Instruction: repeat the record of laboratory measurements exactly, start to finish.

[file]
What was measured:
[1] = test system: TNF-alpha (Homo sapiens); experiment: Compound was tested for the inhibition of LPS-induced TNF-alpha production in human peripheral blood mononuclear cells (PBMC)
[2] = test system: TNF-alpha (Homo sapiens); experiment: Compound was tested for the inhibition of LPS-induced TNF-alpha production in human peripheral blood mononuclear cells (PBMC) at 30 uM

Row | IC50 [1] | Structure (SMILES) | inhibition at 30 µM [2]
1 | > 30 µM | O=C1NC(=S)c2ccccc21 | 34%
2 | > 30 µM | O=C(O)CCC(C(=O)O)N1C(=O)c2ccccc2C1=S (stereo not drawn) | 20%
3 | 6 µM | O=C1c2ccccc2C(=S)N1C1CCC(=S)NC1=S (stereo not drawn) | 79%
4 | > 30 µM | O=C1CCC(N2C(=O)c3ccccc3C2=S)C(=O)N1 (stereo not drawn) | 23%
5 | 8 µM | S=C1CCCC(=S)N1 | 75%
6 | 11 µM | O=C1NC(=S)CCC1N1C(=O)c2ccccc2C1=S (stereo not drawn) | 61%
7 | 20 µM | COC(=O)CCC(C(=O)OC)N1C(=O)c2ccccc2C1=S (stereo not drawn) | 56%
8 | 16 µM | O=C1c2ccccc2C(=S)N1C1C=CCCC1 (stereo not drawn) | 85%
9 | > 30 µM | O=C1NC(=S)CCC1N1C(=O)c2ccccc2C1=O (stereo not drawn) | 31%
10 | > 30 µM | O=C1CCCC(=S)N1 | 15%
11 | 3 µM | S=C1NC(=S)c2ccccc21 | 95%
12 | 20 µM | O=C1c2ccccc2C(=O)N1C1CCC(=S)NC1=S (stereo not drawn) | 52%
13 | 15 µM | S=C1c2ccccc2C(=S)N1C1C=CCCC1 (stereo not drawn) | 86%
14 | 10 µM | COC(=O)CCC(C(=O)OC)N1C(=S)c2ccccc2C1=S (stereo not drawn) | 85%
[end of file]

What was measured:
[1] = test system: TNF-alpha (Homo sapiens); experiment: Compound was tested for the inhibition of LPS-induced TNF-alpha production in human peripheral blood mononuclear cells (PBMC)
[2] = test system: TNF-alpha (Homo sapiens); experiment: Compound was tested for the inhibition of LPS-induced TNF-alpha production in human peripheral blood mononuclear cells (PBMC) at 30 uM

Row | IC50 [1] | Structure (SMILES) | inhibition at 30 µM [2]
1 | > 30 µM | O=C1NC(=S)c2ccccc21 | 34%
2 | > 30 µM | O=C(O)CCC(C(=O)O)N1C(=O)c2ccccc2C1=S (stereo not drawn) | 20%
3 | 6 µM | O=C1c2ccccc2C(=S)N1C1CCC(=S)NC1=S (stereo not drawn) | 79%
4 | > 30 µM | O=C1CCC(N2C(=O)c3ccccc3C2=S)C(=O)N1 (stereo not drawn) | 23%
5 | 8 µM | S=C1CCCC(=S)N1 | 75%
6 | 11 µM | O=C1NC(=S)CCC1N1C(=O)c2ccccc2C1=S (stereo not drawn) | 61%
7 | 20 µM | COC(=O)CCC(C(=O)OC)N1C(=O)c2ccccc2C1=S (stereo not drawn) | 56%
8 | 16 µM | O=C1c2ccccc2C(=S)N1C1C=CCCC1 (stereo not drawn) | 85%
9 | > 30 µM | O=C1NC(=S)CCC1N1C(=O)c2ccccc2C1=O (stereo not drawn) | 31%
10 | > 30 µM | O=C1CCCC(=S)N1 | 15%
11 | 3 µM | S=C1NC(=S)c2ccccc21 | 95%
12 | 20 µM | O=C1c2ccccc2C(=O)N1C1CCC(=S)NC1=S (stereo not drawn) | 52%
13 | 15 µM | S=C1c2ccccc2C(=S)N1C1C=CCCC1 (stereo not drawn) | 86%
14 | 10 µM | COC(=O)CCC(C(=O)OC)N1C(=S)c2ccccc2C1=S (stereo not drawn) | 85%